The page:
only to have something embarrassing happen? High drama: Is there a
murderer coming up behind our hero when he can fixate on nothing
but the offending pimple? Poignant: is the hero painfully shy and
the blemish making his world even more constricted?

Allow your mind free rein as you develop your story, tap into your
personal emotional pool and come forth with the details which make
the world you've constructed more real. By touching the readers'
memories, their emotions, you, the writer, are able to draw them
into the world of your creation and for a while forget their own
everyday world. The better you do it, the better your story.

So in your role of storyteller, you must set the emotional tone. If
the scene you've set is one of fear and suspense, you must reflect
that in your choice of words. We don't talk about fluffy bunnies
and cute kitties if we've set the stage for possible disaster.

For example, somebody creeping up behind the hero with an upraised
knife. But may I add an UNLESS here: That is, UNLESS, that fluffy
bunny or cute kitty would add to the suspense. Have you noticed in
movies and books that you can depend on the plot including a cute
and cuddly family pet which predictably gets killed and thus leads
up to the rest of the 'horrifying' action? Okay, that works, to a
point. Problem is the predictable part.

I've seen it so often the minute I spot a loving dog or cuddly cat
or the daughter's pet rabbit I expect to see it fricasseed in the
next scene (or one closely following). And here I add a suggestion,
DON'T DO THAT! If it's a scene which is necessary by all means,
include it, but try to surprise us, give it a new twist. Don't let
us, the readers or the viewers, say, "well, there's Bob the dog,
guess he'll buy it in the next few pages (or next scene)."

Because that's another place the memory and emotions lead us. We
basically remember everything we've ever seen. A knee-jerk reaction
ensues if we've seen something too much. We've created a box in our
minds and out pops that darn memory when we least want it. I as the
reader/viewer, don't want to react that way to 'Bob the dog' and
his apparent fate, but it just happens when I'm confronted by
something I feel I've seen before. I might add I'm ever so grateful
when somebody does throw in a new twist.

So my advice is to remember the mind when you write. Yours and all
those minds out there waiting to buy into your creation. The mind
can be mighty sneaky. 

And one more thing while we're talking about writing the story, the
pace and getting it down on paper. There's a sort of rhythm to
writing. Most writers find they have stretches of intense, high
octane, write-it-down fast periods coupled with times of calm and
others of near boredom. So here's another trick. 

Consider you've been on a writer's high, writing like crazy getting
your story down. Okay, good. Now, once that long, lovely run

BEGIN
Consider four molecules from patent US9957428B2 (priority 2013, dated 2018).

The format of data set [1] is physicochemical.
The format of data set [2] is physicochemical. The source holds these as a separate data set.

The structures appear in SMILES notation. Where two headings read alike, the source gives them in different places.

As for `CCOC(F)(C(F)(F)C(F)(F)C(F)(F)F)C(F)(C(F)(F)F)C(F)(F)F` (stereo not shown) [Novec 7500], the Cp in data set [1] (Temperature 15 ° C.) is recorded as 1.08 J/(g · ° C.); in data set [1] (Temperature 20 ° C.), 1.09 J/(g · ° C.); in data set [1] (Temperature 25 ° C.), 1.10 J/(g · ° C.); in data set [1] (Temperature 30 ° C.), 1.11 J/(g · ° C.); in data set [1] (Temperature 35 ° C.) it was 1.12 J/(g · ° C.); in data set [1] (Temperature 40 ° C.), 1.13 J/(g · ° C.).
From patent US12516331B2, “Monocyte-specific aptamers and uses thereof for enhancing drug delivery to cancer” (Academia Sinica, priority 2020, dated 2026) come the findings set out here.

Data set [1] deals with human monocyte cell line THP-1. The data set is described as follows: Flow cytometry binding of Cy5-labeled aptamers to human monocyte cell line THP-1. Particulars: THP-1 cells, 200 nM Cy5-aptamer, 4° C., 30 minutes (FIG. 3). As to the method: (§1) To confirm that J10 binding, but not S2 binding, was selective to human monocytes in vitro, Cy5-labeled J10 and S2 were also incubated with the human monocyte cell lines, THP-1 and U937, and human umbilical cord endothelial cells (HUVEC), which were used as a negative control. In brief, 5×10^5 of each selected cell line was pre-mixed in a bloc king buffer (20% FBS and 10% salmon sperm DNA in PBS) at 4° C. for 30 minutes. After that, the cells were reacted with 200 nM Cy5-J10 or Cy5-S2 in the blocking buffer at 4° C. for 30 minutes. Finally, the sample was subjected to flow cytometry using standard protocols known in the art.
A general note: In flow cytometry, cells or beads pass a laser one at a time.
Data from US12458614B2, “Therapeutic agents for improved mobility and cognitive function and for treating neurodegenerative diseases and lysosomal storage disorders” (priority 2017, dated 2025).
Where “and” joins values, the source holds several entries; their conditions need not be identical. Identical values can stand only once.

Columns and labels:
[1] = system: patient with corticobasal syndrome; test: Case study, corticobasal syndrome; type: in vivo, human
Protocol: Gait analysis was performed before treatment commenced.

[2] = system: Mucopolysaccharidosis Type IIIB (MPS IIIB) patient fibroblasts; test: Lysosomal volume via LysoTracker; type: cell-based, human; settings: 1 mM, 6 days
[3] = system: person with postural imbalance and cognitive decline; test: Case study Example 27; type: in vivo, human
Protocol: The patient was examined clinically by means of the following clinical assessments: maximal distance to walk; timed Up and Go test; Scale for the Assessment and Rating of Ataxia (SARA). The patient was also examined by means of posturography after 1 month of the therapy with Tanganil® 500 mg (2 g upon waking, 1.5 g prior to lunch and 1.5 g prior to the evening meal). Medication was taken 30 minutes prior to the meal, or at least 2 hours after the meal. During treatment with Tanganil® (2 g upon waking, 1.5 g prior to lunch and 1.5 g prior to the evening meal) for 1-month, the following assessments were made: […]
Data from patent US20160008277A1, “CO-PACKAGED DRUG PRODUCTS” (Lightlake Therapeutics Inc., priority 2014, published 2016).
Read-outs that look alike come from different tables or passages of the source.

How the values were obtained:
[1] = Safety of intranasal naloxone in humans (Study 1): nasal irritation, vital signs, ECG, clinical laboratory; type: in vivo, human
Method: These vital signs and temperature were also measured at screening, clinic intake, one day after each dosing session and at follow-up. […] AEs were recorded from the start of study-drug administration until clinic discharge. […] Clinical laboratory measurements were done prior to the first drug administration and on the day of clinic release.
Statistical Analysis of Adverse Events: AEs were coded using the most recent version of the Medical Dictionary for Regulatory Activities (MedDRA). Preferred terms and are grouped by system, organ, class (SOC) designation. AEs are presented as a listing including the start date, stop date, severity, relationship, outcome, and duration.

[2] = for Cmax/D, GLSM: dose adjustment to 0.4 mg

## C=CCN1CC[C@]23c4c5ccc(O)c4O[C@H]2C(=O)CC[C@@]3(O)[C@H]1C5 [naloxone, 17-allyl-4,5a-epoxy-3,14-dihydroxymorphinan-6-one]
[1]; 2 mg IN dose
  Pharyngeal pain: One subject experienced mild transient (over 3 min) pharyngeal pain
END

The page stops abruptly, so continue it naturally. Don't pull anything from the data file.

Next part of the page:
unfolds, find a calm, good place to wrap it up, a place where
you're in the zone, moving at a more moderate pace after that swift
burst, moving forward toward the next explosive rush of

When you're in that place, coasting, the next acceleration just in
sight, is the time to stop and for the time being put the pen aside
or close down the computer. If you pick a 'calm' to stop after an
exciting run it'll be all that much easier to start again later.
You'll be excited, eager to begin again. Trust me on this. 

There'll be times when you're writing, any kind of writing,
journaling, fiction, articles, whatever, when you'll write on
through those dips of calm to another peak, maybe a few times,
maybe many times. That's when the inspiration has you by the throat
and drags you forward through clear pool and bramble bush and it's
a time worth latching on to with all your might. Ride the wave,
feel the rush, then, I still say, find that place of calm with the
next rush just over the horizon to lay your pen to rest. 

If you cut off at a peak it's frustrating. If you cut off at the
shallowest part of the trough at the base of that peak it's almost
boring to get started again. This applies to writing in general,
journaling when you're spilling your life onto a page and to
fiction when your characters take control.

It's as important for you as a writer to engage yourself as it is
to touch your audience. If you're bored, so will your reader be

More Information:
http://www.creativewritingprompts.com/# A Writer's Digest site full
of writing prompts. Just roll your mouse over the number, read the
prompt and then write!


Peggy has published novels in several genres, western, romance and 
fantasy as well as in hard copy (hard cover and paperback) and
Ebook  formats. The books have been published with Doubleday, 
Harlequin, Pinnacle and Thorndike Press as well as The FictionWorks 
online and others. She has additionally written complete spec 
screenplays, optioning them domestically and abroad. Peggy is also 
an accomplished ghostwriter, and has published articles in a number 
of areas.
Visit her site at: http://www.newwriterguide.com or her blog: 

Copyright (c) Peggy Bechko 2009

For more information on getting started in fiction writing visit: 


WRITER'S RAINBOW ONLINE WORKSHOPS focus on blog building, the 
creative process, the writer's platform (new!) and generative 
writing classes. Flexible schedule, easy format, affordable. 
Taught by creativity coach, author and editor Tamara
Sellman. http://writersrainbow.wordpress.com/online-teaching.


HUMOR:  Santa Baby for Writers
By Cathy C. Hall 

(Baboom, baboom, baboom, baboom)

Santa Baby,
Just slip a contract under the tree
For me
Been an awful good girl,
Santa Baby, so hurry down the chimney tonight.

Santa Baby, add three or four zeroes, even two, 
Will do.
I'll wait up for you, dear.
Santa Baby, so hurry down the chimney tonight.